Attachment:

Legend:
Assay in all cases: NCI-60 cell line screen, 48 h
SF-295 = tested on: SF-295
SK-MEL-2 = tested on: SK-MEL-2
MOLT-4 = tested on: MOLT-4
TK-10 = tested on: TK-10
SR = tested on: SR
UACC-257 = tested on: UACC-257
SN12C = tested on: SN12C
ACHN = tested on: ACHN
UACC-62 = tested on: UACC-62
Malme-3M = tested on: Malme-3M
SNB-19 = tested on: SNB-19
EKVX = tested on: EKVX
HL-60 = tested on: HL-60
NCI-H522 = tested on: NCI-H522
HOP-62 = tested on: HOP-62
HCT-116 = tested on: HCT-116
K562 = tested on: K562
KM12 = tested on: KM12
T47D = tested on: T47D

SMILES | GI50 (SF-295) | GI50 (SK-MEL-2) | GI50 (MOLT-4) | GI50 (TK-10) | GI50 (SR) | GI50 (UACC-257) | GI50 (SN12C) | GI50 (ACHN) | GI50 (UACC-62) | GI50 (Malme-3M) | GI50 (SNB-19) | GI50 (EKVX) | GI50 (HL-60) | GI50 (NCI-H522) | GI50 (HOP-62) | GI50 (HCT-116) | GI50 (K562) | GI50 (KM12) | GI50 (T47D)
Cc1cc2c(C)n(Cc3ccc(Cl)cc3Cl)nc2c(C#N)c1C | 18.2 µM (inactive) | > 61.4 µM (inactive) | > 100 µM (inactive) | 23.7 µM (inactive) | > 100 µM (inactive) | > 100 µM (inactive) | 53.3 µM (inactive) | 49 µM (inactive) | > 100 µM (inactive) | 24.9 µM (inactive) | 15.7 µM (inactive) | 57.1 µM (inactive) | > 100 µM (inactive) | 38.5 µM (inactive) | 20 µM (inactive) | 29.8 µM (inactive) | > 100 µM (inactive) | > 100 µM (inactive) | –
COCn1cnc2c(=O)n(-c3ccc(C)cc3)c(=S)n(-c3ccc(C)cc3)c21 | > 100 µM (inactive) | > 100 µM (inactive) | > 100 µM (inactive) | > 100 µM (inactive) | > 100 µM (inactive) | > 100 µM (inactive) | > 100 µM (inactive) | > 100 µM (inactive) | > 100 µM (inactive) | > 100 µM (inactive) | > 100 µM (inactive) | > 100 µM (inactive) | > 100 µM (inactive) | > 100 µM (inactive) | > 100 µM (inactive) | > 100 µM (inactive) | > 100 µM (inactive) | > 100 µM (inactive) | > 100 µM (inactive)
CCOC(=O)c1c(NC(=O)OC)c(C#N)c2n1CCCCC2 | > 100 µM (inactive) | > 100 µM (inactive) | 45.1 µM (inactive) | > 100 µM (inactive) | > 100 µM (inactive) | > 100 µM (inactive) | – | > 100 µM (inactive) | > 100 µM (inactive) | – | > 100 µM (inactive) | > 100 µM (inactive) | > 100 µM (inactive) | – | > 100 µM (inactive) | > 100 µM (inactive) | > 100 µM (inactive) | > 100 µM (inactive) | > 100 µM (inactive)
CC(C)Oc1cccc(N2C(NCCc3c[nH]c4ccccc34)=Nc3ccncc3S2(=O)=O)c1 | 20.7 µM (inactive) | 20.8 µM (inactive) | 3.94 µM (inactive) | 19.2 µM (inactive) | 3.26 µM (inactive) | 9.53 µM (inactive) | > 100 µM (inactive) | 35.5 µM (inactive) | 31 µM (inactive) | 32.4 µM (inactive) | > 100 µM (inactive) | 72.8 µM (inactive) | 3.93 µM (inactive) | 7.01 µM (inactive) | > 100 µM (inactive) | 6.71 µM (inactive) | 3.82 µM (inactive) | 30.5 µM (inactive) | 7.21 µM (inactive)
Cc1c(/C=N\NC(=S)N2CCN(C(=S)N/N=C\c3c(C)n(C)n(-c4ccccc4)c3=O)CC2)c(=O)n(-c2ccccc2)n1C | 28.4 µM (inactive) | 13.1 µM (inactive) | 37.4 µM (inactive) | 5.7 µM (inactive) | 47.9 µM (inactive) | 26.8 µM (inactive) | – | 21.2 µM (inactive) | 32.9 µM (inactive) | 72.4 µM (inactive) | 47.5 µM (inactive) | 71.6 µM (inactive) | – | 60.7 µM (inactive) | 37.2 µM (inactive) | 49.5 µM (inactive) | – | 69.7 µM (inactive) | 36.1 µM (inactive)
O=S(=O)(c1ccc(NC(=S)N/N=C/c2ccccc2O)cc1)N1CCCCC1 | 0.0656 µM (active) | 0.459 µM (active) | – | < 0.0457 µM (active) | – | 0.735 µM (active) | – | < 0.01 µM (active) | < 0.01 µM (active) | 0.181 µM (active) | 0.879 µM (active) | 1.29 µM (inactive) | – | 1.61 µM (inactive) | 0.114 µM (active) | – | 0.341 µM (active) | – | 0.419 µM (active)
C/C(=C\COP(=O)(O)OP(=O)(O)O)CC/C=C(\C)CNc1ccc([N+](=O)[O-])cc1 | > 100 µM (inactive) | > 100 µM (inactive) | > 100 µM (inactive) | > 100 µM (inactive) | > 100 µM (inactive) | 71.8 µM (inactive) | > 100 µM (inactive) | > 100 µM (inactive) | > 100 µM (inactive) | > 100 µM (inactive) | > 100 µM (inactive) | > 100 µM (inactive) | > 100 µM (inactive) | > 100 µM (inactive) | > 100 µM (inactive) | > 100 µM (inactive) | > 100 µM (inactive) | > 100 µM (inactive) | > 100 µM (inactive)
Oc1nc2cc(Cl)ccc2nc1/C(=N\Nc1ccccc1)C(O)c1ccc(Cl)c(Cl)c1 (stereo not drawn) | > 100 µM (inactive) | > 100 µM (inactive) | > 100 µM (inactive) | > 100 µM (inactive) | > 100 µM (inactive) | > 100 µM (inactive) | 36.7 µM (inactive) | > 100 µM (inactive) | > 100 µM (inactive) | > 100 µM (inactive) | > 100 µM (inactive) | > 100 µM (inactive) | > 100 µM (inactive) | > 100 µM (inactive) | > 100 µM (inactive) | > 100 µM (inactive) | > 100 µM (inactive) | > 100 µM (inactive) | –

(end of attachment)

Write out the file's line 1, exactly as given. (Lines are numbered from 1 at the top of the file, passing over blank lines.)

Legend: